Principles of Divine Judgment

Sunday, July 23, 2017

In the second chapter of Paul’s letter to the saints at Rome, he deals with principles of God’s divine judgment. Let’s look at these principles.

Principle #1: People are condemned when they practice what they condemn in others. Paul wrote, “Therefore thou art inexcusable, O man, whosoever thou art that judgest: for wherein thou judgest another, thou condemnest thyself; for thou that judgest doest the same things” (Rom. 2:1). The Gentiles had available to them knowledge of God, but deliberately refused to be governed by that knowledge. They were “without excuse” (Rom. 1:30). But the Jews also had available to them knowledge of God, and they also refused to be governed by that knowledge. They also were without excuse (“inexcusable”).  

The Jews could easily see the sins in the lives of the Gentiles. They would say a hearty “Amen” to the things Paul had written of the Gentiles in chapter one. But they were practicing the same things that they condemned in the Gentiles. All judgment should begin at home. “Examine yourselves, whether ye be in the faith; prove your own selves. Know ye not your own selves, how that Jesus Christ is in you, except ye be reprobates?” (II Cor. 13:5). Before trying to remove the “mote” from our brother’s eye, we should be sure that we  do not have a ”beam” in our own eye. Again, judgment begins at home! (Matt. 7:1ff). What about us today? Are we ever guilty of this? Do we practice what we condemn in others?

Principle #2: God's judgment will be according to the truth of the word of God, that is, His revealed word in the Bible. “But we are sure that the judgment of God is according to truth against them which commit such things” (Rom. 2:2). Paul refers to the nature of God’s judgment. First, we must realize that God’s judgment is a fact.  “He has appointed a day in which He will judge the world” (Acts 17:30-31). “For we must all appear before the judgment seat of Christ” (II Cor. 5:10). “So then every one of us shall give account of himself to God” (Rom. 14:12). See also Hebrews 9:27 and II Timothy 4:1. God’s judgment will be “according to truth” that is, according to what God’s Word in the Bible teaches, for this is a plain reference to the sacred Scriptures which will form the grounds or man’s eternal judgment in that day (John 8:32, 17:17, 12:48). God’s judgment is “against” all who practice sins—whether Jew or Gentile. Note that Paul says we can be “sure” about these things.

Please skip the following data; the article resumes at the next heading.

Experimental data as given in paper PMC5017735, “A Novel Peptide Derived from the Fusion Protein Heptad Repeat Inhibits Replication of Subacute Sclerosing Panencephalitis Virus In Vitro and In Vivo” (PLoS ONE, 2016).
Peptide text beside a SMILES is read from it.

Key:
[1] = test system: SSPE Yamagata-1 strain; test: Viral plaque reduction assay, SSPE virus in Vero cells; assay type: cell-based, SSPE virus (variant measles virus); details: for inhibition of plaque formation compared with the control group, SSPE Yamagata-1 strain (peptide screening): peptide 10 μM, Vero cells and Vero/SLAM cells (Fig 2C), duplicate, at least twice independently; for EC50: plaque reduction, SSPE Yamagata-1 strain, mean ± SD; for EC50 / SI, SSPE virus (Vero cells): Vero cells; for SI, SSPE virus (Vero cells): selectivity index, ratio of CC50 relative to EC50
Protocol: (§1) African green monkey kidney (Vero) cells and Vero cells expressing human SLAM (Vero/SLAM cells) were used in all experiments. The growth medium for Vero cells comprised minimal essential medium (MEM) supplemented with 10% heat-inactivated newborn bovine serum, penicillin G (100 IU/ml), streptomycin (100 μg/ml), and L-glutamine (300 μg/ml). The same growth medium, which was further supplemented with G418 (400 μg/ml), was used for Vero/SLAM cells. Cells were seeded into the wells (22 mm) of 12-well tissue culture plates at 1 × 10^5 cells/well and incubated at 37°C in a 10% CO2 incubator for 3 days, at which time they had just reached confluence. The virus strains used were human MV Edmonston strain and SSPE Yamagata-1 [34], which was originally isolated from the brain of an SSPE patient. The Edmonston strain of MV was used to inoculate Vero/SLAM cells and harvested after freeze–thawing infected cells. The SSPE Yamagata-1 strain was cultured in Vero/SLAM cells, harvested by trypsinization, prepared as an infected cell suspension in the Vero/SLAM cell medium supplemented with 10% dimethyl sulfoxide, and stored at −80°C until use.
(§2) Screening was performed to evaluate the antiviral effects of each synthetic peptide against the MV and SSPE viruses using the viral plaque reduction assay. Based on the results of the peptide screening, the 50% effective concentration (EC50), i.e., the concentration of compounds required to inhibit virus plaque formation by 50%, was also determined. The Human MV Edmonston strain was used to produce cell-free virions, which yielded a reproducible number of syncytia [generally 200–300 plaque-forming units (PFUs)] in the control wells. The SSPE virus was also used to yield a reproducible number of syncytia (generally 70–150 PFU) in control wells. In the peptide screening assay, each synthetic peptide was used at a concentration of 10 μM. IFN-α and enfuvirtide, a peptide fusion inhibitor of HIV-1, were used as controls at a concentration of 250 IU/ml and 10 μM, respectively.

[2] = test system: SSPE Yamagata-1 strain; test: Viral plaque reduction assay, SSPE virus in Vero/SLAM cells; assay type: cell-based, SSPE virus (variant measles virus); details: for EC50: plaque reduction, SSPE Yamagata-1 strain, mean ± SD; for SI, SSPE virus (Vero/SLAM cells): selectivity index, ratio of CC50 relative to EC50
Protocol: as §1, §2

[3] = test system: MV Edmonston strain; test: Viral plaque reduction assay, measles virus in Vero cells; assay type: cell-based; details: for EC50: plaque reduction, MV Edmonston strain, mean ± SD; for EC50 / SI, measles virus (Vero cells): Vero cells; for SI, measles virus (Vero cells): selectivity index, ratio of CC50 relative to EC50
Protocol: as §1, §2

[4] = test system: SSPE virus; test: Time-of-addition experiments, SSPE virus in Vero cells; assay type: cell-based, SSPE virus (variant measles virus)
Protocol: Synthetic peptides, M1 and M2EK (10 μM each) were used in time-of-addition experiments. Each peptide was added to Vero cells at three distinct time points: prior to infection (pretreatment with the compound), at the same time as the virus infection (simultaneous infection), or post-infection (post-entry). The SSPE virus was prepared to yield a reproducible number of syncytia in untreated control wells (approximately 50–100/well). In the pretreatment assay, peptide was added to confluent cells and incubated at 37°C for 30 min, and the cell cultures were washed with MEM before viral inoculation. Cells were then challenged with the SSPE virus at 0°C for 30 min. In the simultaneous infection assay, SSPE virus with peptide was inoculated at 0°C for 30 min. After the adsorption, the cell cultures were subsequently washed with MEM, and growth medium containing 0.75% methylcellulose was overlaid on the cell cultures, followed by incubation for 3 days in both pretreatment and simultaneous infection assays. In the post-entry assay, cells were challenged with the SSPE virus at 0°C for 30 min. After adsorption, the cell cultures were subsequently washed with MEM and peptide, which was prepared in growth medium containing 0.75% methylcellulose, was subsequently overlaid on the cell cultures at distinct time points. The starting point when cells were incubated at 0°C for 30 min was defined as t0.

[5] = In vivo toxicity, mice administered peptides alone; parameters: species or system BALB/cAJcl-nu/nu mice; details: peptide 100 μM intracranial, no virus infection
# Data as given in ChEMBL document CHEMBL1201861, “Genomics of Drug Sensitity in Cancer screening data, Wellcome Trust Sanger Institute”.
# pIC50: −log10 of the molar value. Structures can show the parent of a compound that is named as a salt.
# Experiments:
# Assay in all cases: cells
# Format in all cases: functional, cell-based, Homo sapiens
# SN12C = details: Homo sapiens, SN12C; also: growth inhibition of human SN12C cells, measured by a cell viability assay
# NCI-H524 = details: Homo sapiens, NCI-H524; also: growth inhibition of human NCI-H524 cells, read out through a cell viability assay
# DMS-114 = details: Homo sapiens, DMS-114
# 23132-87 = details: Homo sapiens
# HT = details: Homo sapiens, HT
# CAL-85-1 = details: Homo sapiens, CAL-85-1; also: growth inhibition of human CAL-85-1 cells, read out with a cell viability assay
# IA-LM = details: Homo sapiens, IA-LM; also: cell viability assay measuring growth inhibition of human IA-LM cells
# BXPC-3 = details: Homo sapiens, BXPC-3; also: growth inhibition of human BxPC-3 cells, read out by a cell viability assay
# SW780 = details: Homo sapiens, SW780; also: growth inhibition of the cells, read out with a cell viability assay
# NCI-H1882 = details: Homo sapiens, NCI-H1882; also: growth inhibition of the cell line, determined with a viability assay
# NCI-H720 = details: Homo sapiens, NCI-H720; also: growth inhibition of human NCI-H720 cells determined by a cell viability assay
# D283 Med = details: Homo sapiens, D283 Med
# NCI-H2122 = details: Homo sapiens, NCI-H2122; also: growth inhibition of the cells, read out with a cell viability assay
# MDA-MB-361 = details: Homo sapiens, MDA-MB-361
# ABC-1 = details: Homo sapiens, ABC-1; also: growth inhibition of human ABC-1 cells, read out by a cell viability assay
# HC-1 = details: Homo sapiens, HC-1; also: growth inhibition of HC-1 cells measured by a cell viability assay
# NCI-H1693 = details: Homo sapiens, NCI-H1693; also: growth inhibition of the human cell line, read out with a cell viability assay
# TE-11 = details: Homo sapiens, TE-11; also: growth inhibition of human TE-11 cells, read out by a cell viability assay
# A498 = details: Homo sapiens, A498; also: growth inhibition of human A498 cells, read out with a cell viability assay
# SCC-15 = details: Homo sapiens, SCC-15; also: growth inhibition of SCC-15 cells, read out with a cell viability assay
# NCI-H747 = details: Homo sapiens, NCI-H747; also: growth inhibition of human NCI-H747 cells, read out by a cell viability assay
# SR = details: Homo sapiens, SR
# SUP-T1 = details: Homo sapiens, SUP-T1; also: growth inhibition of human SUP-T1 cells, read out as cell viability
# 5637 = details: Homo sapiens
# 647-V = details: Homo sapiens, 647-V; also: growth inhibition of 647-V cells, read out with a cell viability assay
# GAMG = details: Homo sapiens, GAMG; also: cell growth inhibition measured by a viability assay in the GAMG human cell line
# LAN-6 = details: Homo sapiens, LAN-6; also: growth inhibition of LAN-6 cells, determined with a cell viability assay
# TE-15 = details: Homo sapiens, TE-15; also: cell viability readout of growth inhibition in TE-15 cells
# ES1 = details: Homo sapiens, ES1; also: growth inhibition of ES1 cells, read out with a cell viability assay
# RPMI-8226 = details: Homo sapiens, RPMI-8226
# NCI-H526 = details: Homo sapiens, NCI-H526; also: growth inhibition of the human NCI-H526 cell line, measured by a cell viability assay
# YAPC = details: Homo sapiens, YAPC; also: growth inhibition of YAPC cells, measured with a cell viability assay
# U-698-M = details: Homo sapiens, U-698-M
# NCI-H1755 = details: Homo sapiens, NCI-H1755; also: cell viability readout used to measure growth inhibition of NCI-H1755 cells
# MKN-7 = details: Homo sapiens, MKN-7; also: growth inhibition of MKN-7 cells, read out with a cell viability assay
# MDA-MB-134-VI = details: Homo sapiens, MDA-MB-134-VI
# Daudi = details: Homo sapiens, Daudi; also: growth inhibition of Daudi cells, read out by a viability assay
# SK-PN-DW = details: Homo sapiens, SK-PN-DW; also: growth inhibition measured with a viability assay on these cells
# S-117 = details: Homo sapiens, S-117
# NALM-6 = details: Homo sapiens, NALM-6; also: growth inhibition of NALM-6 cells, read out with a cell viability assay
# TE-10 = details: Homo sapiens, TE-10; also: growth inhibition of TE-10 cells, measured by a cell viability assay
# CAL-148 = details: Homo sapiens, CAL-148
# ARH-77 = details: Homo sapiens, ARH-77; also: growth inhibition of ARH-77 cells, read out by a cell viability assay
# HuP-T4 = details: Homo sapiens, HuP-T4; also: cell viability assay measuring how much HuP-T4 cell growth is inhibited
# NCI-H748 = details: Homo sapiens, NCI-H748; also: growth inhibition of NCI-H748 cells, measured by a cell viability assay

If judgment is “according to truth,” it is vital that we know what truth is. This requires a diligent search of God’s Word. We should do this on a daily basis. “Study to shew thyself approved unto God, a workman that needeth not to be ashamed, rightly dividing the word of truth” (II Tim. 2:15). One of the requirements for building the Christian life is to “add to your virtue knowledge” (II Pet. 1:5). We are to “grow in knowledge” (II Pet. 1:18). As I often tell my students, Bible knowledge is not acquired by osmosis. It requires diligent study. (Continued next week.)

Paul M. Wilmoth